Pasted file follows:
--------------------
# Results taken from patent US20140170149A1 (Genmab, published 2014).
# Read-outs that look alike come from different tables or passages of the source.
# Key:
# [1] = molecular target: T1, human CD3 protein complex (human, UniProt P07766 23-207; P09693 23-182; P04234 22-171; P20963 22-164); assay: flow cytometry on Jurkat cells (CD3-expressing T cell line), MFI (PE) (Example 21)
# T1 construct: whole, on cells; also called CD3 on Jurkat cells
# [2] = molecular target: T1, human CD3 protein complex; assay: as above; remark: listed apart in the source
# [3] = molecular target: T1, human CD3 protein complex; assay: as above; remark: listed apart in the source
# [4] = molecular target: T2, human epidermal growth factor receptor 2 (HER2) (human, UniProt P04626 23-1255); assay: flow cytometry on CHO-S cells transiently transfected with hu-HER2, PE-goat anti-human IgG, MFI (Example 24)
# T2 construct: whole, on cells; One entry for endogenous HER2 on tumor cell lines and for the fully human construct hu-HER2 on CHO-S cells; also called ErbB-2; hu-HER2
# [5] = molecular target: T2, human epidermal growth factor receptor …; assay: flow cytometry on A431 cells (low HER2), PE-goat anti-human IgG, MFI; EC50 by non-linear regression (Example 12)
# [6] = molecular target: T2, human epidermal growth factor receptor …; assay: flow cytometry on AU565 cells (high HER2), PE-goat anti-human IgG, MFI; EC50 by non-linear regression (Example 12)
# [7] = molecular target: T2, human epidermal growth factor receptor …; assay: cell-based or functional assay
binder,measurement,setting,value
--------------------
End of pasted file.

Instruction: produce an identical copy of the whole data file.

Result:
# Results taken from patent US20140170149A1 (Genmab, published 2014).
# Read-outs that look alike come from different tables or passages of the source.
# Key:
# [1] = molecular target: T1, human CD3 protein complex (human, UniProt P07766 23-207; P09693 23-182; P04234 22-171; P20963 22-164); assay: flow cytometry on Jurkat cells (CD3-expressing T cell line), MFI (PE) (Example 21)
# T1 construct: whole, on cells; also called CD3 on Jurkat cells
# [2] = molecular target: T1, human CD3 protein complex; assay: as above; remark: listed apart in the source
# [3] = molecular target: T1, human CD3 protein complex; assay: as above; remark: listed apart in the source
# [4] = molecular target: T2, human epidermal growth factor receptor 2 (HER2) (human, UniProt P04626 23-1255); assay: flow cytometry on CHO-S cells transiently transfected with hu-HER2, PE-goat anti-human IgG, MFI (Example 24)
# T2 construct: whole, on cells; One entry for endogenous HER2 on tumor cell lines and for the fully human construct hu-HER2 on CHO-S cells; also called ErbB-2; hu-HER2
# [5] = molecular target: T2, human epidermal growth factor receptor …; assay: flow cytometry on A431 cells (low HER2), PE-goat anti-human IgG, MFI; EC50 by non-linear regression (Example 12)
# [6] = molecular target: T2, human epidermal growth factor receptor …; assay: flow cytometry on AU565 cells (high HER2), PE-goat anti-human IgG, MFI; EC50 by non-linear regression (Example 12)
# [7] = molecular target: T2, human epidermal growth factor receptor …; assay: cell-based or functional assay
binder,measurement,setting,value